What Scripture Says to Wear Fringe
In the Bible, the importance of clothing is often mentioned, particularly regarding the wearing of fringes. Fringes, also known as tassels or tzitzit in Hebrew, hold a significant place in the religious and cultural practices of the Jewish people. This article will explore what scripture says about wearing fringes and shed light on their significance in religious traditions.
The Commandment of Fringes
The wearing of fringes is commanded in the book of Numbers, chapter 15, verses 37-41, in the Old Testament. The passage states, “The Lord said to Moses, ‘Speak to the Israelites and say to them: Throughout the generations to come, you are to make tassels on the corners of your garments, with a blue cord on each tassel. You will have these tassels to look at and so you will remember all the commands of the Lord, that you may obey them and not prostitute yourselves chasing after the lusts of your own hearts and eyes. Then you will remember to obey all my commands and will be consecrated to your God. I am the Lord your God, who brought you out of Egypt to be your God. I am the Lord your God.'”
This commandment requires Jewish individuals to attach fringes to the corners of their garments, serving as a visual reminder of God’s commandments. The fringes must consist of four strands, with each strand containing a specific number of knots and windings, in accordance with Jewish tradition.
Significance of Fringes
The wearing of fringes holds several symbolic meanings in Jewish culture. Firstly, it serves as a constant reminder to lead a life guided God’s commandments. By visually seeing the fringes on their garments, individuals are reminded of their commitment to live in accordance with the teachings of God.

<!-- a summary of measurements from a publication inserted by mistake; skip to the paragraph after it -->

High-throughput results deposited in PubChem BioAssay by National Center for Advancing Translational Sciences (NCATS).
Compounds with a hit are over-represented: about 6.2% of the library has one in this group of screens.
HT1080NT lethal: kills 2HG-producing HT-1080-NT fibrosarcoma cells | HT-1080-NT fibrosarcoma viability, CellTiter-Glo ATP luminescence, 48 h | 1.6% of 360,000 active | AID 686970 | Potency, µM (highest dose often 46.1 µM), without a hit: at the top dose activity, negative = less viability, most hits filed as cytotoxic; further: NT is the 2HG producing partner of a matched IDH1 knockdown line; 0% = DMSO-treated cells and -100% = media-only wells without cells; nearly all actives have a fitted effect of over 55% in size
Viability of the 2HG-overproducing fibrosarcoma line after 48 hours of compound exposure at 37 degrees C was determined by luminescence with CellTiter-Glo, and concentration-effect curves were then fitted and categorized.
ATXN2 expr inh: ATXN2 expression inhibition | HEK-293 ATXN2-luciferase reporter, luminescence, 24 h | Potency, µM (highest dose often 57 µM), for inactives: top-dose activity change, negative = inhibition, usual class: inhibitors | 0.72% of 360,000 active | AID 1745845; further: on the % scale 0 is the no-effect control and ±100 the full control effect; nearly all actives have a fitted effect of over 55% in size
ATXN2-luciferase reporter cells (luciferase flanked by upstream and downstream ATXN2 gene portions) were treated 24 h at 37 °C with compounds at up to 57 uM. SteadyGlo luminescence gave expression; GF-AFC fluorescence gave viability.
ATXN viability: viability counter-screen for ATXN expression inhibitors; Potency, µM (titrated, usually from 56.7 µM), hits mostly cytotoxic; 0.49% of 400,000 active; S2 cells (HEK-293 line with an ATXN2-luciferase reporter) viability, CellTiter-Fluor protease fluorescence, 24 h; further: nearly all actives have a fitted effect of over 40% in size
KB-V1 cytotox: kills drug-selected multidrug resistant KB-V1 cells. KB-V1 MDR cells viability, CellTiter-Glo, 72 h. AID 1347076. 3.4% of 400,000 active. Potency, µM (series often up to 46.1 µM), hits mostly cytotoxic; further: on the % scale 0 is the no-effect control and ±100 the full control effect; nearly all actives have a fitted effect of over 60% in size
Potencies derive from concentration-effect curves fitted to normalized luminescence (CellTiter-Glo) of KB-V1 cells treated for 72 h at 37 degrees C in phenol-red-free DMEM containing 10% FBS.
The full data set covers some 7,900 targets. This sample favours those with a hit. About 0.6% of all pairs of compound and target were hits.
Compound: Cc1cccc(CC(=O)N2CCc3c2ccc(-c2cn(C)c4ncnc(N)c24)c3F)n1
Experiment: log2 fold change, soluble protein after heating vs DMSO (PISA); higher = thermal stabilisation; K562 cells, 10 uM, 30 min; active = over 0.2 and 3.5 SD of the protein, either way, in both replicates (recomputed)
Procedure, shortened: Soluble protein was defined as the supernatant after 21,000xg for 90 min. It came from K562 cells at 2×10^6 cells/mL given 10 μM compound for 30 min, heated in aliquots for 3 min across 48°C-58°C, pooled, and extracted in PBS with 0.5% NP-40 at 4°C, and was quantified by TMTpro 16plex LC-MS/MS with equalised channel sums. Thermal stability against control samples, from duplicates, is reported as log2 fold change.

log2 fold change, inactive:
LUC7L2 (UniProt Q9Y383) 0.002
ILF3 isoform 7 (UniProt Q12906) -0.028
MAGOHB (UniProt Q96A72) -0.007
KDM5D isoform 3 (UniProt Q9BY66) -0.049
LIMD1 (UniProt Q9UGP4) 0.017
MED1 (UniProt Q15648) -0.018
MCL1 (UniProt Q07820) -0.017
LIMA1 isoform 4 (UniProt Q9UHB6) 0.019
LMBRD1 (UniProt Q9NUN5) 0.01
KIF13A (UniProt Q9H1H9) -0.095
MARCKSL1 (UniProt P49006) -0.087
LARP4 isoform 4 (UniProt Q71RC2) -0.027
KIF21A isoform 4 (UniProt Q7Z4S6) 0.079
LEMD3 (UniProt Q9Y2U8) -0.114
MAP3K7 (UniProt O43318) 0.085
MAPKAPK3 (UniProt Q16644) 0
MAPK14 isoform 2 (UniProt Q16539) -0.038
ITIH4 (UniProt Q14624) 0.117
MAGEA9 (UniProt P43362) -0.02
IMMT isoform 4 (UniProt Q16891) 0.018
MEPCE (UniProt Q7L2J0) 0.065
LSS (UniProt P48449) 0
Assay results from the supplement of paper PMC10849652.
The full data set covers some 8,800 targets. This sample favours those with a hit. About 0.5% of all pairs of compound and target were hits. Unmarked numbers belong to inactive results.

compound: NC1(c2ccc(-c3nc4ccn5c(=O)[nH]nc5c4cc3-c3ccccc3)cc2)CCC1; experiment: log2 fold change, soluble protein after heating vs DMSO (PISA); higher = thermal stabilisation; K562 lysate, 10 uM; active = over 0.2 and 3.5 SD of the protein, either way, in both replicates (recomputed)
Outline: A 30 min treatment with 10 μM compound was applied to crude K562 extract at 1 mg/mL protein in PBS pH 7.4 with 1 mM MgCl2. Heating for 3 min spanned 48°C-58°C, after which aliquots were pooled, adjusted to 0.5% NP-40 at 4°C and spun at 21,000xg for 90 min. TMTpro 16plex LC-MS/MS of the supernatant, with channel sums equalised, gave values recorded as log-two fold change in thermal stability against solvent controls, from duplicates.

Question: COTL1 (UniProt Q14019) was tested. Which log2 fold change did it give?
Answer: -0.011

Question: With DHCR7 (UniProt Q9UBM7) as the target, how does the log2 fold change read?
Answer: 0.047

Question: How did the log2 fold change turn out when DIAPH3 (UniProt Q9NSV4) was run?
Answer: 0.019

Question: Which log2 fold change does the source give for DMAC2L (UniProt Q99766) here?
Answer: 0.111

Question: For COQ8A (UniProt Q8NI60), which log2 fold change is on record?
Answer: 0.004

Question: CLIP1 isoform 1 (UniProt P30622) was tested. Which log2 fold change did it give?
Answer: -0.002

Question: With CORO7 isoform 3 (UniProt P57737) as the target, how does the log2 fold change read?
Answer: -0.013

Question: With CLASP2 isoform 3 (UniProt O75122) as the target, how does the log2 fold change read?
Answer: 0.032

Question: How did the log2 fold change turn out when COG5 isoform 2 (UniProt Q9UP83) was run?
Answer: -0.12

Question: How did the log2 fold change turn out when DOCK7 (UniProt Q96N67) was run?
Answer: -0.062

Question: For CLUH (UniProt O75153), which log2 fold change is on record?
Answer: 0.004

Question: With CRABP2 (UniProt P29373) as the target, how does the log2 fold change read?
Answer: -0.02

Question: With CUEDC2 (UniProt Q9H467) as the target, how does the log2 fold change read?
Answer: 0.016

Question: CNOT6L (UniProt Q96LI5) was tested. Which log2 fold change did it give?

Secondly, fringes serve as a reminder of the Exodus from Egypt. The passage in Numbers explicitly states that the fringes are to remind the Israelites of their liberation from slavery and their journey to the Promised Land. The fringes thus symbolize freedom, liberation, and the covenant between God and His people.
Furthermore, fringes also demonstrate one’s identity as a Jew. By wearing fringes, individuals publicly identify themselves as members of the Jewish faith, connecting them to a wider community and heritage.
Frequently Asked Questions
Q: Do only Jewish individuals wear fringes?
A: Yes, the commandment to wear fringes is specifically given to the Israelites in the Bible. However, some Christian groups have adopted the practice as a way to connect with their Jewish roots or as a symbolic reminder of God’s commandments.
Q: Can fringes be worn on any type of clothing?
A: Traditionally, fringes are attached to a tallit, a Jewish prayer shawl, or to the corners of an undershirt known as a tallit katan. However, in modern times, fringes can be found on a variety of garments, such as dresses, scarves, or even jewelry.
Q: Is the color blue significant in fringes?
A: Yes, the passage in Numbers specifically mentions the use of a blue cord on each tassel. The color blue holds symbolic significance, representing divinity, spirituality, and the celestial realm.
Q: Are there any specific rules for wearing fringes?
A: While there are specific rules for the construction of fringes, there are no specific rules for how or when to wear them. Some individuals choose to wear fringes daily, while others reserve them for specific occasions, such as prayer or religious ceremonies.
Q: Are fringes still relevant in modern times?
A: Yes, fringes continue to hold relevance in modern Jewish culture. They serve as a tangible reminder of one’s faith and commitment to God’s commandments, while also fostering a sense of identity and connection to the Jewish community.
In conclusion, the wearing of fringes, as commanded in scripture, holds deep significance in Jewish culture. They serve as a constant reminder of God’s commandments, symbolize freedom and the Exodus from Egypt, and connect individuals to their Jewish identity. While fringes are specific to the Jewish faith, they continue to play an important role in fostering spirituality, tradition, and community.